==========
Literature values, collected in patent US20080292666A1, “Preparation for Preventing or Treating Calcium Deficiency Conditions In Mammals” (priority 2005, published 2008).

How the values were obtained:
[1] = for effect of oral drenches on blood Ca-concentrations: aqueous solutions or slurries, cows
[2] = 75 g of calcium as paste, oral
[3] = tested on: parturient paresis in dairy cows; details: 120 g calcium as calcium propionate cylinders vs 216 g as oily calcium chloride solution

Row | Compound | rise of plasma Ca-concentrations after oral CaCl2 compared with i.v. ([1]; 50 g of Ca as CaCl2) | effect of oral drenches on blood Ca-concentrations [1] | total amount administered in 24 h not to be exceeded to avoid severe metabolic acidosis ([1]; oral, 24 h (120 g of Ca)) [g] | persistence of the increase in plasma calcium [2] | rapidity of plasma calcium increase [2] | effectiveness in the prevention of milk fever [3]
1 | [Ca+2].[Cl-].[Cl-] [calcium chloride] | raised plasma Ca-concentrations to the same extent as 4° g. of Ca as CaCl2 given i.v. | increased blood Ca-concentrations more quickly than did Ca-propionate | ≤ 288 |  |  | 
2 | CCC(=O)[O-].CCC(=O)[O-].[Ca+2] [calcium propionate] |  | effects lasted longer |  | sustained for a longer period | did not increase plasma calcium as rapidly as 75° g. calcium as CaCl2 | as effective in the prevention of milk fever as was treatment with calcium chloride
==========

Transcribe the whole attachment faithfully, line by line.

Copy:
Literature values, collected in patent US20080292666A1, “Preparation for Preventing or Treating Calcium Deficiency Conditions In Mammals” (priority 2005, published 2008).

How the values were obtained:
[1] = for effect of oral drenches on blood Ca-concentrations: aqueous solutions or slurries, cows
[2] = 75 g of calcium as paste, oral
[3] = tested on: parturient paresis in dairy cows; details: 120 g calcium as calcium propionate cylinders vs 216 g as oily calcium chloride solution

Row | Compound | rise of plasma Ca-concentrations after oral CaCl2 compared with i.v. ([1]; 50 g of Ca as CaCl2) | effect of oral drenches on blood Ca-concentrations [1] | total amount administered in 24 h not to be exceeded to avoid severe metabolic acidosis ([1]; oral, 24 h (120 g of Ca)) [g] | persistence of the increase in plasma calcium [2] | rapidity of plasma calcium increase [2] | effectiveness in the prevention of milk fever [3]
1 | [Ca+2].[Cl-].[Cl-] [calcium chloride] | raised plasma Ca-concentrations to the same extent as 4° g. of Ca as CaCl2 given i.v. | increased blood Ca-concentrations more quickly than did Ca-propionate | ≤ 288 |  |  | 
2 | CCC(=O)[O-].CCC(=O)[O-].[Ca+2] [calcium propionate] |  | effects lasted longer |  | sustained for a longer period | did not increase plasma calcium as rapidly as 75° g. calcium as CaCl2 | as effective in the prevention of milk fever as was treatment with calcium chloride